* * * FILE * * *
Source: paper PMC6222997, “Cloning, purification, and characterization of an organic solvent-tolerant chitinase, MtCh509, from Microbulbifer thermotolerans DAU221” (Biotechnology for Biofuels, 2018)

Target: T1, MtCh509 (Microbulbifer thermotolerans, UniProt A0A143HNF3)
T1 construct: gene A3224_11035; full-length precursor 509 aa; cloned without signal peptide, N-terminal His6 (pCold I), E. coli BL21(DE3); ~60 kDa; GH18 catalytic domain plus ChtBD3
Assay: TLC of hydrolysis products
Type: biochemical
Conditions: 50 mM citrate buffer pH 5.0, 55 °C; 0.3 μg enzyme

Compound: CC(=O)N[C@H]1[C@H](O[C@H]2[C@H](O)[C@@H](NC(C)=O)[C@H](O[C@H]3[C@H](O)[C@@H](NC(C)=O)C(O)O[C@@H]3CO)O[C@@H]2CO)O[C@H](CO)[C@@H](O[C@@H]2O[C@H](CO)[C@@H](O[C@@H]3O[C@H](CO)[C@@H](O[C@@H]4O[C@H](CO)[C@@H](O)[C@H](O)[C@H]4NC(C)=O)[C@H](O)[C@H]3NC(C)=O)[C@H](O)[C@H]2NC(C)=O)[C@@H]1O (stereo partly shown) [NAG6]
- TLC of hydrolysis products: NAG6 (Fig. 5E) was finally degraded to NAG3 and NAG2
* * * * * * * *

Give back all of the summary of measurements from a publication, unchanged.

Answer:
Source: paper PMC6222997, “Cloning, purification, and characterization of an organic solvent-tolerant chitinase, MtCh509, from Microbulbifer thermotolerans DAU221” (Biotechnology for Biofuels, 2018)

Target: T1, MtCh509 (Microbulbifer thermotolerans, UniProt A0A143HNF3)
T1 construct: gene A3224_11035; full-length precursor 509 aa; cloned without signal peptide, N-terminal His6 (pCold I), E. coli BL21(DE3); ~60 kDa; GH18 catalytic domain plus ChtBD3
Assay: TLC of hydrolysis products
Type: biochemical
Conditions: 50 mM citrate buffer pH 5.0, 55 °C; 0.3 μg enzyme

Compound: CC(=O)N[C@H]1[C@H](O[C@H]2[C@H](O)[C@@H](NC(C)=O)[C@H](O[C@H]3[C@H](O)[C@@H](NC(C)=O)C(O)O[C@@H]3CO)O[C@@H]2CO)O[C@H](CO)[C@@H](O[C@@H]2O[C@H](CO)[C@@H](O[C@@H]3O[C@H](CO)[C@@H](O[C@@H]4O[C@H](CO)[C@@H](O)[C@H](O)[C@H]4NC(C)=O)[C@H](O)[C@H]3NC(C)=O)[C@H](O)[C@H]2NC(C)=O)[C@@H]1O (stereo partly shown) [NAG6]
- TLC of hydrolysis products: NAG6 (Fig. 5E) was finally degraded to NAG3 and NAG2